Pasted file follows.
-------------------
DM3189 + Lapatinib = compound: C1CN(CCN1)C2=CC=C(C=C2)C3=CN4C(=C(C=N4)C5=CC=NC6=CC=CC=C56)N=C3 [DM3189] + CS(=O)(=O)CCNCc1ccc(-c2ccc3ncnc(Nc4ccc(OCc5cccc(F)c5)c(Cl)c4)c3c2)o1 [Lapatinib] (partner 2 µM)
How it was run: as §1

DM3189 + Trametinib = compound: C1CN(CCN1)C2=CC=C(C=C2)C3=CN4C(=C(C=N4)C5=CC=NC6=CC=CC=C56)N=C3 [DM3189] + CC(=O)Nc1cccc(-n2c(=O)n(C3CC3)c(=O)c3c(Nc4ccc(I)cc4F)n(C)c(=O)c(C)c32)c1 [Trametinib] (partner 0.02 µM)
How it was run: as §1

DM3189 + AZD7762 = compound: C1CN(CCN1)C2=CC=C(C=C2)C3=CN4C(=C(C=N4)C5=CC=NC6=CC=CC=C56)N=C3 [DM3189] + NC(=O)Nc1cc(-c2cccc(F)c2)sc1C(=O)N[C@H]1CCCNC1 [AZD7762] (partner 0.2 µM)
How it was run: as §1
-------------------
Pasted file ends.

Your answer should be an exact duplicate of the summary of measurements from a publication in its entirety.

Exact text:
DM3189 + Lapatinib = compound: C1CN(CCN1)C2=CC=C(C=C2)C3=CN4C(=C(C=N4)C5=CC=NC6=CC=CC=C56)N=C3 [DM3189] + CS(=O)(=O)CCNCc1ccc(-c2ccc3ncnc(Nc4ccc(OCc5cccc(F)c5)c(Cl)c4)c3c2)o1 [Lapatinib] (partner 2 µM)
How it was run: as §1

DM3189 + Trametinib = compound: C1CN(CCN1)C2=CC=C(C=C2)C3=CN4C(=C(C=N4)C5=CC=NC6=CC=CC=C56)N=C3 [DM3189] + CC(=O)Nc1cccc(-n2c(=O)n(C3CC3)c(=O)c3c(Nc4ccc(I)cc4F)n(C)c(=O)c(C)c32)c1 [Trametinib] (partner 0.02 µM)
How it was run: as §1

DM3189 + AZD7762 = compound: C1CN(CCN1)C2=CC=C(C=C2)C3=CN4C(=C(C=N4)C5=CC=NC6=CC=CC=C56)N=C3 [DM3189] + NC(=O)Nc1cc(-c2cccc(F)c2)sc1C(=O)N[C@H]1CCCNC1 [AZD7762] (partner 0.2 µM)
How it was run: as §1